Well, sure enough, in the Federal Trade Commission's first legal action in a gift card case, fees and limitations were the issue. The FTC set its sights on Kmart, which has agreed to give refunds and change its advertising to better disclose that there are some strings attached with its gift cards.
We found that for the most part, individual retailers (say Wal-Mart or Barnes and Noble or Lowe's) have the fewest limitations on their gift cards. The cards with strings attached tend to be "use anywhere" cards, such as gift cards from Visa and Mastercard, or gift cards to malls and shopping centers.
We have written about tax refund anticipation loans in the past, which:
- Have sky-high interest rates - right up there with payday loans - we're talking 300% plus
- Are most commonly used by low-income folks
Now a story in the national media says some of the most common users of RALs are Native Americans. Consider these numbers: About 10% of all taxpayers owed a refund take out an RAL. But among Native Americans in one area, that number is almost six times as high: 57%.
If you're looking at an RAL, the big question is, can you wait two weeks? Instead, consider e-filing with the IRS, which normally gets your return back in 10-14 days. With this route, you avoid the massive interest and fees.
A Missouri consumer writes:
Does the government really give away grants? I am a small business owner, in very much need of a grant for investing in my store. I have been contacted and they said I qualify for 150,000 in grant money. They also said that it was $497 for processing fees. I believe this is a scam, but I want to know if the government does give grants and where I go to apply for one, if there is such a thing.
You are correct, this is scam, in this case asking for $497 in cash up front. There will be no grant.
In other scams we've warned about, the scammer may ask for your bank account or Social Security number. The government does offer grants, but not unsolicited, which is what happened in your case. In this scam, people who never applied for grants are contacted and told they have qualified and there are no strings attached.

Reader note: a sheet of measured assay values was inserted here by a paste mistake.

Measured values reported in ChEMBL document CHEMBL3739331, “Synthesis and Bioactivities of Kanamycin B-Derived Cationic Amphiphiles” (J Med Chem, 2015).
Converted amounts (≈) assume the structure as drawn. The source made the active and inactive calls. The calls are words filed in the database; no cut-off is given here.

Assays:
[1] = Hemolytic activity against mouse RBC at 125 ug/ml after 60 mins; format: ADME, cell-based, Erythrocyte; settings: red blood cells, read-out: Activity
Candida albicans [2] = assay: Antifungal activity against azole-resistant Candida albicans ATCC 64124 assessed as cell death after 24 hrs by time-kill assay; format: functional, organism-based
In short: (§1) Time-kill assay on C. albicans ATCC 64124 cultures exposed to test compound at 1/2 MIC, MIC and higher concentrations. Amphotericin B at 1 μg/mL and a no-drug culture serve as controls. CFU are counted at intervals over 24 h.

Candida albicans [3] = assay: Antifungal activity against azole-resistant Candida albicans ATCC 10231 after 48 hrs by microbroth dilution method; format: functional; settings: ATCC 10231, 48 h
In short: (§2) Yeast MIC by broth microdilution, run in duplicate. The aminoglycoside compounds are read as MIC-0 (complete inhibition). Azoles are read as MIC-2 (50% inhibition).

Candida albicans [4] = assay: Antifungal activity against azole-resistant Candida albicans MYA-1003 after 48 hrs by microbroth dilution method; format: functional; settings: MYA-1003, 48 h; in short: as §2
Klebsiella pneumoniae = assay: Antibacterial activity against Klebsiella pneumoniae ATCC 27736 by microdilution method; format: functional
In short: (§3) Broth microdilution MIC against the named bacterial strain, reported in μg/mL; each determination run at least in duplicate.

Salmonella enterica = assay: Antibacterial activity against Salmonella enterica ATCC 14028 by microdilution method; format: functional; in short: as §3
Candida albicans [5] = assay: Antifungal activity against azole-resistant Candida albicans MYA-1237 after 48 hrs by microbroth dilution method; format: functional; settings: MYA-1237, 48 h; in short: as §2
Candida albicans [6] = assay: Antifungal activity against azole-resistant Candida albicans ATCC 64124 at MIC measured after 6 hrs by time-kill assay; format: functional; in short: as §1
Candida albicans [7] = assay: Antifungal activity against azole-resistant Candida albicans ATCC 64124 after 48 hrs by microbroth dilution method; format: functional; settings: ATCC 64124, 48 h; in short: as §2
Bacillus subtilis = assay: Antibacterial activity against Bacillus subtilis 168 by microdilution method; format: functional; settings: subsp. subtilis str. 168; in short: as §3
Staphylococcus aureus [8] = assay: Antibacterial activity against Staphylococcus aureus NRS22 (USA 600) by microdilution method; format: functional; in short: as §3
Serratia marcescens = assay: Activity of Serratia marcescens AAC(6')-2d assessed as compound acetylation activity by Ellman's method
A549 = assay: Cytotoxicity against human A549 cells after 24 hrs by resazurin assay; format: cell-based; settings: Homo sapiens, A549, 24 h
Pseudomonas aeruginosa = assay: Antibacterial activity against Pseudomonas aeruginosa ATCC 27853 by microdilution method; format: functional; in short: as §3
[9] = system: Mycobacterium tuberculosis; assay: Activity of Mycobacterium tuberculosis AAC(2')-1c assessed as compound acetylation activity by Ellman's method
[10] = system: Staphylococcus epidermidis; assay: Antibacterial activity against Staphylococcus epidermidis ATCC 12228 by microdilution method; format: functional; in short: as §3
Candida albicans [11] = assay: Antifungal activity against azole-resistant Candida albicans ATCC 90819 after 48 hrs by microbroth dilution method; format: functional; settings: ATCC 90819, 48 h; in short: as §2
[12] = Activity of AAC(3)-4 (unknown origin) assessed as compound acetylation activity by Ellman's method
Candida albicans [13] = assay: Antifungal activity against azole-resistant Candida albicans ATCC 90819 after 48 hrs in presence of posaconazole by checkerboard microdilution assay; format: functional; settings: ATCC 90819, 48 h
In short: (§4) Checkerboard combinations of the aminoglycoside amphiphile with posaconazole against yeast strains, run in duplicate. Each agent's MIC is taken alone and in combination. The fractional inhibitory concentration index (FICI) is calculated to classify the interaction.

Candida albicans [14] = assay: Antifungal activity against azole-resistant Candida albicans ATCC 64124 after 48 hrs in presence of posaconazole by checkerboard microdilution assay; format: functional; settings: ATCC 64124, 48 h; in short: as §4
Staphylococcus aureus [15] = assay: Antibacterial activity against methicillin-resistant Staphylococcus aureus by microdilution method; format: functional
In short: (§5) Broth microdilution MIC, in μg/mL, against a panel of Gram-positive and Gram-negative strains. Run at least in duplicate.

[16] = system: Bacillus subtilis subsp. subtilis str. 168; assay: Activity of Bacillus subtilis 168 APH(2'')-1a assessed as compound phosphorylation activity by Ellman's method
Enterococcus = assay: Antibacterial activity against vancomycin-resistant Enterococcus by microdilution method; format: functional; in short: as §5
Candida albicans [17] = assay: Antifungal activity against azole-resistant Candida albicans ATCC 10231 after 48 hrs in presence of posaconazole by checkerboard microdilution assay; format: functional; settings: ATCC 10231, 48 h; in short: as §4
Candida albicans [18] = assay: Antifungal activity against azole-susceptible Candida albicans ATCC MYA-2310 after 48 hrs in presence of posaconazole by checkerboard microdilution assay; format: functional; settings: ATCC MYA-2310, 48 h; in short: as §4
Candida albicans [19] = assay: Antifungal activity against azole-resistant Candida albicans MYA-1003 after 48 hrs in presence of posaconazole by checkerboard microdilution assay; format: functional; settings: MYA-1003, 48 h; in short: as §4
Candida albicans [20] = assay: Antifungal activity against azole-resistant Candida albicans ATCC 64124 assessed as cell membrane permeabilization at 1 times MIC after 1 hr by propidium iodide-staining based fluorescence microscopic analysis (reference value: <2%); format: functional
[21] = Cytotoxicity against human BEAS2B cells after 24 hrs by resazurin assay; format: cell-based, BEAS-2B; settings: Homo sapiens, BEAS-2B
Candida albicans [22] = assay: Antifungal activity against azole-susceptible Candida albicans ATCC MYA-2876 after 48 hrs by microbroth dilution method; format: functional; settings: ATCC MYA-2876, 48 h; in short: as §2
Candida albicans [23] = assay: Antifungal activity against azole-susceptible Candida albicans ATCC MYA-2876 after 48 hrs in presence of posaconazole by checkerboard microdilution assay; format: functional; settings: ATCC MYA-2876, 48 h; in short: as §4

The government has a procedure for applying for grants. But you have to go out and find them, apply for them, qualify, and meet lots of obligations.
In a recent phone scam that hit mid-Missouri, crooks were calling people claiming to be from their bank. And they arranged for the phone number of that bank to display on Caller ID. This is fairly easy to do. Now Congress is looking to outlaw it in most cases.
If you're on the No Call list and you're still hearing from telemarketers, those calls may violate state law. More than 100 Missouri consumers complained to us about calls from TracFone, the prepaid wireless company. We just announced a good settlement with them which, among other things, requires they honor the No Call list in Missouri.
There are some exemptions under No Call - charities and companies you're currently doing business with are the big ones. But even those you can tell not to contact you again. If they do, they're in violation and we'd like you to file a No Call complaint.
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An interesting new report is out on computer crime and ID theft. 2 things to point out:
- Of all the financial email spam out there, one third of it was the "pump and dump" scam. Today's Kansas City Star article explains that term. The lesson is that you need to assume any unsolicited hot stock tip is garbage.
- Your info can be sold to an ID thief for a song. Data hackers who steal personal information generally sell it for anywhere from $15 down to one lousy buck.
Reminds me of the old movie Trading Places, where the Wall Street billionaires intentionally destroy a man's life, then bet one dollar on whether he can pull himself out of it. All that devastation, and just one dollar on the line.
As a consumer, ID theft has to be one of the most overwheling topics there is. Daily we are bombarded with news of new threats, products available for protection and horror stories from victims. Well, let me add to that list of threats - but then offer some perspective.